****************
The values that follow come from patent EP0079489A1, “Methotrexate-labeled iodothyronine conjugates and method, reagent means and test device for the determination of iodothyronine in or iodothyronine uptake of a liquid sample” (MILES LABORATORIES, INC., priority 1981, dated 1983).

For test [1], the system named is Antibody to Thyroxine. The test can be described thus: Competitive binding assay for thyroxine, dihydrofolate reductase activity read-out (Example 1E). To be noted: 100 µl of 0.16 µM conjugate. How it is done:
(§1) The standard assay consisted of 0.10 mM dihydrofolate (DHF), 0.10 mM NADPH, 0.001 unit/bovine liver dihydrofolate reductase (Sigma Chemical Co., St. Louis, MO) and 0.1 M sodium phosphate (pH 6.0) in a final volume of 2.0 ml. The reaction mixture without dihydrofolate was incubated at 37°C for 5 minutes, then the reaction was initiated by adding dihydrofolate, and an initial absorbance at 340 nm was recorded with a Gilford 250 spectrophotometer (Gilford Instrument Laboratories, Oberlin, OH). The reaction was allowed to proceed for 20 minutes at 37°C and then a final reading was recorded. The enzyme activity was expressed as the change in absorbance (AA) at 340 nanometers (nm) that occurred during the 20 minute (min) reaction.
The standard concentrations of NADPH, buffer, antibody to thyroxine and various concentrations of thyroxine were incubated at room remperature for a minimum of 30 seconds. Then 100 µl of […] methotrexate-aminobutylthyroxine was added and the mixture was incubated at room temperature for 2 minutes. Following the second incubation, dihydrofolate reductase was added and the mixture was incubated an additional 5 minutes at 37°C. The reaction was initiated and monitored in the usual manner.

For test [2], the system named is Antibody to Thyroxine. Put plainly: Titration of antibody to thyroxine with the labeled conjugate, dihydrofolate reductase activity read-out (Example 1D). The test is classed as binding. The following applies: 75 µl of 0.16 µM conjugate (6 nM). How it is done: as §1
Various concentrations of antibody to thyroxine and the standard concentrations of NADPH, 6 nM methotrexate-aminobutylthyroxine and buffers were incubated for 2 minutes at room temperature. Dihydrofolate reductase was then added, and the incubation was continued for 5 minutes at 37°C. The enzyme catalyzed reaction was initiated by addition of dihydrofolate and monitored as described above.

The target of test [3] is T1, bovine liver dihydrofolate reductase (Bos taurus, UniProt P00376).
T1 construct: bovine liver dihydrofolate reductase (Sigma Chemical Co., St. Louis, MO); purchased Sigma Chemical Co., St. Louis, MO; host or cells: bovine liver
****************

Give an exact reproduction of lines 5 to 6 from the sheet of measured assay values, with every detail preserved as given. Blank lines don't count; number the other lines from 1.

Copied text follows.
For test [2], the system named is Antibody to Thyroxine. Put plainly: Titration of antibody to thyroxine with the labeled conjugate, dihydrofolate reductase activity read-out (Example 1D). The test is classed as binding. The following applies: 75 µl of 0.16 µM conjugate (6 nM). How it is done: as §1
Various concentrations of antibody to thyroxine and the standard concentrations of NADPH, 6 nM methotrexate-aminobutylthyroxine and buffers were incubated for 2 minutes at room temperature. Dihydrofolate reductase was then added, and the incubation was continued for 5 minutes at 37°C. The enzyme catalyzed reaction was initiated by addition of dihydrofolate and monitored as described above.